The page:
Julian Middle School student Maya Souden will perform with Spoken Word at the Hemingway Graduation Party on Saturday. | Photo by Paul Goyette


Some think “Wright” is synonymous with Oak Park, while others think “write,” with visions of Berg, Burroughs and Hemingway, among others. At the Ernest Hemingway Foundation, much of what they do is about preserving the history of Hemingway: his birthplace home, family history, his time as a youth in Oak Park. But another important part is nurturing writers and engaging the community.  

They do this in a number of ways, some established, some newer to the foundation. One longer running program is the Writer in Residence. Through a national search, one writer is selected to have access to the attic writing space of the Hemingway birthplace home, an 1890 Queen Anne on Oak Park Avenue. 

“We look for accomplished writers,” said Mary Jane Neumann, executive committee member on the Ernest Hemingway Foundation Board of Directors. “We also search for someone who will interact with the community.” 

The new Writer in Residence, who will “get the keys” at the Hemingway Graduation Party on June 17, is Oak Park resident Cameron Gearen, who published a book of poetry, Some Perfect Year, in 2016. She has also written and published essays and taught writing and English. She plans to work on and complete her memoir during her two-year residency. 

“You get distracted at home,” she said. “But like Virginia Woolf, having a ‘Room of Own’s Own’ will help.” 

Gearen also said she’s driven to write and “for every success there’s 2,000 rejections.” It took her 15 years to get her poetry book published, for example.

“It’s about who doesn’t quit,” Gearen continued. “You do it for yourself and you can’t live without it.”  

To encourage young writers, the Hemingway Foundation began offering a scholarship at Oak Park and River Forest High School in 2016. Juniors submit essays for the chance to be mentored by the Writer in Residence during senior year and to win a $1,000 cash prize upon graduation. The top three essays get published in the annual publication Hemingway Shorts.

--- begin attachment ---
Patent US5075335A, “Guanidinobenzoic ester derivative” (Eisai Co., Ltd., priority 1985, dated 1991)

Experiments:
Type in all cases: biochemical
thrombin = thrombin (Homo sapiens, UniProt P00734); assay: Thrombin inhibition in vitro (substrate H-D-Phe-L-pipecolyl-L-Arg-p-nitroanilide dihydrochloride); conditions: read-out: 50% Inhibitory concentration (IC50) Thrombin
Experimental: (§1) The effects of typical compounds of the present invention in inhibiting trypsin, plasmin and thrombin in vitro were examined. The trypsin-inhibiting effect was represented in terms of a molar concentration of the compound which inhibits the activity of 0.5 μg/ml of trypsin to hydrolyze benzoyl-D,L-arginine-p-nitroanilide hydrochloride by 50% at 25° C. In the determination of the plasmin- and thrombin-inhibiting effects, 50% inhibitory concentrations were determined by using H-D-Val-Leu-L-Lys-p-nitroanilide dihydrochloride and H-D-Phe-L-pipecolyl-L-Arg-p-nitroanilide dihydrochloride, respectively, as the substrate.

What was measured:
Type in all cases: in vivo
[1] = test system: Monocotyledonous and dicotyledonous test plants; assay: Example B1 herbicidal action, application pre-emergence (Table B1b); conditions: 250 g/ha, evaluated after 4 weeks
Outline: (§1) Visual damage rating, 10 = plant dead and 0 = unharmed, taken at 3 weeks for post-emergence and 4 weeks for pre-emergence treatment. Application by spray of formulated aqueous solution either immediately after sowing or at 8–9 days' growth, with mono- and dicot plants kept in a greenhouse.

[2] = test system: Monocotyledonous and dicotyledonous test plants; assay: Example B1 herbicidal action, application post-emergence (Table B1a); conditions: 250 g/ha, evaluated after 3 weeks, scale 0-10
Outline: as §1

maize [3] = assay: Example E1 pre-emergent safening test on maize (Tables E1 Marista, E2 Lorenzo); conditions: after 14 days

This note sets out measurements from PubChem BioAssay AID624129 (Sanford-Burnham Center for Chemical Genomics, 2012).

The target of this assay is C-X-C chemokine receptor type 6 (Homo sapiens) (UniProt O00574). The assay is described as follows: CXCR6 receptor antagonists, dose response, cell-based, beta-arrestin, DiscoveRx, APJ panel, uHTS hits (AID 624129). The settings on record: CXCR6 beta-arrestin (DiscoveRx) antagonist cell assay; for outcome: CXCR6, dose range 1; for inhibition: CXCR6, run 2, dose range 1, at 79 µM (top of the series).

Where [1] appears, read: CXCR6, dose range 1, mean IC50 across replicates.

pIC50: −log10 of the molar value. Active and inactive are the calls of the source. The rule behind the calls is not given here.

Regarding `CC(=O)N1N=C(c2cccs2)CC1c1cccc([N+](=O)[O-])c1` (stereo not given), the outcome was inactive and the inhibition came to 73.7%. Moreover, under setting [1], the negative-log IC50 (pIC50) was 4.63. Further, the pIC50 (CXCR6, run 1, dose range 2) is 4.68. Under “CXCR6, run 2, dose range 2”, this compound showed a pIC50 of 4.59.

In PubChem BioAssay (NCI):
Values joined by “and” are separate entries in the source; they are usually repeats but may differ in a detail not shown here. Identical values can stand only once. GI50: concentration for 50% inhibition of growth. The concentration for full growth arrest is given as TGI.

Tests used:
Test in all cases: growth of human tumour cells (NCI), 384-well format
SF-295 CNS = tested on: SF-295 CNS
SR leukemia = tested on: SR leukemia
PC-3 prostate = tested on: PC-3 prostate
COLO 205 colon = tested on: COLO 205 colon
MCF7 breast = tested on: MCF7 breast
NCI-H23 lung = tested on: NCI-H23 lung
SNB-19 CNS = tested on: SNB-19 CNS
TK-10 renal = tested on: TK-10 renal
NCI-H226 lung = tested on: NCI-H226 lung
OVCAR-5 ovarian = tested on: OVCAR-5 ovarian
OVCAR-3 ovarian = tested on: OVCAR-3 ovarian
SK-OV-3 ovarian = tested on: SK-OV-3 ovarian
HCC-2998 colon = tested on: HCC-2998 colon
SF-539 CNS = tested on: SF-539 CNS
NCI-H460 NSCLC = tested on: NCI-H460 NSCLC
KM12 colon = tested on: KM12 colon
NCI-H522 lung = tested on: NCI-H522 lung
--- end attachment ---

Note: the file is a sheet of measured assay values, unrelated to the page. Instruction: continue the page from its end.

This year’s top honor went to Ellie Bourgikos who wrote about her two homes – the one she lives at in River Forest during the school year and the vastly different one she experiences in Greece over the summer, in the village from which her father emigrated. The essay is titled, “Between Two Worlds.”

“My family is big on storytelling,” Bourgikos said. “Over time, this turned into essays. Now, it’s a hobby of mine.” 

When she learned her work was chosen and would be published, she felt a rush of excitement. 

“My 6-year-old self is losing her mind!” she said.  

The other two finalists are Kara Jackson and Zachary Brown. Short stories from 11 adults will also appear in this second annual edition of Hemingway Shorts, available through the foundation.

Other writers getting an opportunity through the Hemingway Foundation are members of the Julian Spoken Word Club, which is sponsored by the Oak Park Education Foundation. 

These middle schoolers are performing at the Hemingway Graduation Party. One participant, Maya Souden, who recently completed sixth grade, has used her poetry as a means of personal expression. 

“There are so many different angles in one form of art,” Souden said. “The content depends on what I’m thinking. Sometimes it’s easier to say something in a poem than to tell someone something directly.”

For the event, students created their works based on a Hemingway book or quote. Souden says she likes both writing and performing. 

“I like to find a creative way to say something,” she said. “But it’s invigorating to perform and that’s creative too – the way you present, how you’re going to move, walk, and use the mic.”   

According to Neumann, having a scholarship program for high school essay writers and inviting members of the Spoken Word Club to their event is a way to draw in young writers. 

“We want to connect with local writers and youth,” she said. “And bringing in Spoken Word is creative. It’s exciting and modern.”

As Writer in Residence, Gearen said she wants to give writing an image redo, from something elitist to something approachable.

“I don’t want anyone to think they can’t write; we all have something to say,” she said. “There’s room for a lot of voices.”   

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